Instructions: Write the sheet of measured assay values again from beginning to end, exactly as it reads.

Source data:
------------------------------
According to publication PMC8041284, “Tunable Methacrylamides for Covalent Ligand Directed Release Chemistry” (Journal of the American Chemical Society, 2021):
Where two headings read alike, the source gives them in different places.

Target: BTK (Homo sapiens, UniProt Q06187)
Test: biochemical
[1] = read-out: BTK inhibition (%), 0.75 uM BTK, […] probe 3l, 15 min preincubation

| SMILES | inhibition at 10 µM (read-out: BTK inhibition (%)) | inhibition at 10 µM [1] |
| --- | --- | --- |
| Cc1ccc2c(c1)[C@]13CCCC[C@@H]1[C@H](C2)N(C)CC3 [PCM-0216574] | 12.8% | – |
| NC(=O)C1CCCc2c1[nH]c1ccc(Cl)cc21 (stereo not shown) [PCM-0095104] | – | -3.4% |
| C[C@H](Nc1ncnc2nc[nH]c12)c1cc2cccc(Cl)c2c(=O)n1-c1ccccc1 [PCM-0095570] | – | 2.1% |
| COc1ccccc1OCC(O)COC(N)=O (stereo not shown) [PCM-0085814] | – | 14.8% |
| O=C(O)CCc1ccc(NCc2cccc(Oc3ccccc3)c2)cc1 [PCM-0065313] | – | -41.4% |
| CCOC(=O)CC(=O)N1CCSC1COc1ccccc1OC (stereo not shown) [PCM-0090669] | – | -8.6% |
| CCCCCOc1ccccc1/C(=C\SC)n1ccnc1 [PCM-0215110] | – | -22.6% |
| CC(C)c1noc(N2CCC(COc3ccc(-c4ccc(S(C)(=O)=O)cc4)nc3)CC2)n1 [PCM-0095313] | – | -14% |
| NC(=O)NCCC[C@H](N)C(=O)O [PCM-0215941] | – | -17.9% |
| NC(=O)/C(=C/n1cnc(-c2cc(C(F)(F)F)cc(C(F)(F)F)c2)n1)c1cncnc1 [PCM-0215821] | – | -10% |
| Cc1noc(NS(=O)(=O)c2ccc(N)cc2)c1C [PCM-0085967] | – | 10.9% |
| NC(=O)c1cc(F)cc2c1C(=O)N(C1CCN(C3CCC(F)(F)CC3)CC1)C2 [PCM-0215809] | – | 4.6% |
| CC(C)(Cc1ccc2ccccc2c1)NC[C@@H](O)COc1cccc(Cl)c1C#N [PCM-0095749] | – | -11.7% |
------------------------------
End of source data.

According to publication PMC8041284, “Tunable Methacrylamides for Covalent Ligand Directed Release Chemistry” (Journal of the American Chemical Society, 2021):
Where two headings read alike, the source gives them in different places.

Target: BTK (Homo sapiens, UniProt Q06187)
Test: biochemical
[1] = read-out: BTK inhibition (%), 0.75 uM BTK, […] probe 3l, 15 min preincubation

| SMILES | inhibition at 10 µM (read-out: BTK inhibition (%)) | inhibition at 10 µM [1] |
| --- | --- | --- |
| Cc1ccc2c(c1)[C@]13CCCC[C@@H]1[C@H](C2)N(C)CC3 [PCM-0216574] | 12.8% | – |
| NC(=O)C1CCCc2c1[nH]c1ccc(Cl)cc21 (stereo not shown) [PCM-0095104] | – | -3.4% |
| C[C@H](Nc1ncnc2nc[nH]c12)c1cc2cccc(Cl)c2c(=O)n1-c1ccccc1 [PCM-0095570] | – | 2.1% |
| COc1ccccc1OCC(O)COC(N)=O (stereo not shown) [PCM-0085814] | – | 14.8% |
| O=C(O)CCc1ccc(NCc2cccc(Oc3ccccc3)c2)cc1 [PCM-0065313] | – | -41.4% |
| CCOC(=O)CC(=O)N1CCSC1COc1ccccc1OC (stereo not shown) [PCM-0090669] | – | -8.6% |
| CCCCCOc1ccccc1/C(=C\SC)n1ccnc1 [PCM-0215110] | – | -22.6% |
| CC(C)c1noc(N2CCC(COc3ccc(-c4ccc(S(C)(=O)=O)cc4)nc3)CC2)n1 [PCM-0095313] | – | -14% |
| NC(=O)NCCC[C@H](N)C(=O)O [PCM-0215941] | – | -17.9% |
| NC(=O)/C(=C/n1cnc(-c2cc(C(F)(F)F)cc(C(F)(F)F)c2)n1)c1cncnc1 [PCM-0215821] | – | -10% |
| Cc1noc(NS(=O)(=O)c2ccc(N)cc2)c1C [PCM-0085967] | – | 10.9% |
| NC(=O)c1cc(F)cc2c1C(=O)N(C1CCN(C3CCC(F)(F)CC3)CC1)C2 [PCM-0215809] | – | 4.6% |
| CC(C)(Cc1ccc2ccccc2c1)NC[C@@H](O)COc1cccc(Cl)c1C#N [PCM-0095749] | – | -11.7% |